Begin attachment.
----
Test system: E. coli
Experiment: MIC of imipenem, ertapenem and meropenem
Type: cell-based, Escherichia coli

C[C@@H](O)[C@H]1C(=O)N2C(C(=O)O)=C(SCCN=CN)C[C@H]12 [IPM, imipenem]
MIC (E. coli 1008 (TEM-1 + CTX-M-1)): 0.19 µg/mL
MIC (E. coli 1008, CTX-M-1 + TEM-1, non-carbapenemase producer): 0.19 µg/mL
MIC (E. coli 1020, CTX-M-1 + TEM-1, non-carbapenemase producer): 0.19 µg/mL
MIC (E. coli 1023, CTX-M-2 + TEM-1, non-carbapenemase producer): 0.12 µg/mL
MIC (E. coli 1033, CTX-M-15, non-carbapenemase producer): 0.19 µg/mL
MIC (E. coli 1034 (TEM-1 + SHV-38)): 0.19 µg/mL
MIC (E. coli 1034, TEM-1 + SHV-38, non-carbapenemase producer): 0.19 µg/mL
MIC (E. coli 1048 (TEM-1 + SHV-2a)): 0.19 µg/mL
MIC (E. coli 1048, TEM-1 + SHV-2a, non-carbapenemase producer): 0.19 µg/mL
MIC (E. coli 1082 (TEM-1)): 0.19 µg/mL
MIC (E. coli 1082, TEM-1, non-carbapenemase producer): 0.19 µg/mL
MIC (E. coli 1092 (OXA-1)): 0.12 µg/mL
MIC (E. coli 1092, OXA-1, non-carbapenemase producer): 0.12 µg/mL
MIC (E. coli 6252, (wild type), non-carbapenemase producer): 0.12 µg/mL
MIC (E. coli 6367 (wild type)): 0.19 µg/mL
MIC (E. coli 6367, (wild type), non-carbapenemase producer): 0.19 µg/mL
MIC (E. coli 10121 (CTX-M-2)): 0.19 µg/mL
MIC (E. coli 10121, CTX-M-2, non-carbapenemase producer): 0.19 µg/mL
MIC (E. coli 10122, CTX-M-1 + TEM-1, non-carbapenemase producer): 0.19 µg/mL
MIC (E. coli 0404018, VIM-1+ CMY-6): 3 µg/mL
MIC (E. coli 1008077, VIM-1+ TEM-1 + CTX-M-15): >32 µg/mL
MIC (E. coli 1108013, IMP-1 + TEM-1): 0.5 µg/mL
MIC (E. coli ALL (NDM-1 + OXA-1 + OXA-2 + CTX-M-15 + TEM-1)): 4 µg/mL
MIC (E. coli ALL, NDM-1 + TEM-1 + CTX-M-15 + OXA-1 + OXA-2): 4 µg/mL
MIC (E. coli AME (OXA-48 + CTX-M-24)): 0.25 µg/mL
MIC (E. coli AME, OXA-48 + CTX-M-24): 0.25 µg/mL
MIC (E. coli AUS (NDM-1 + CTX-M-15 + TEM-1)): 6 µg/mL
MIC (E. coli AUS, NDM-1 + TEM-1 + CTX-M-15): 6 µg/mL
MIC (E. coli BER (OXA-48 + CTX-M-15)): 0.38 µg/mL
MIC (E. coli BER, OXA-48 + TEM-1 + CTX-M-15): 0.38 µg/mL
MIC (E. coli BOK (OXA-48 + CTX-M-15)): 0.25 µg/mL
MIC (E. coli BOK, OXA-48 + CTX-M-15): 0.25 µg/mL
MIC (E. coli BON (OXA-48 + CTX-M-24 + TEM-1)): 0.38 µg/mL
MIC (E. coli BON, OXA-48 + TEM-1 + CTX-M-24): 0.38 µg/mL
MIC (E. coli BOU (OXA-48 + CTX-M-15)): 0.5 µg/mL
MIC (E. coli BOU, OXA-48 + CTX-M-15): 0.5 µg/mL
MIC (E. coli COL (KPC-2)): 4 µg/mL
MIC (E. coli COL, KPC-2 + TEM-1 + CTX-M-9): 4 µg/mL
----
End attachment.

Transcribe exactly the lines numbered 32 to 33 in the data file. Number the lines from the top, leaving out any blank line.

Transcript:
MIC (E. coli AUS, NDM-1 + TEM-1 + CTX-M-15): 6 µg/mL
MIC (E. coli BER (OXA-48 + CTX-M-15)): 0.38 µg/mL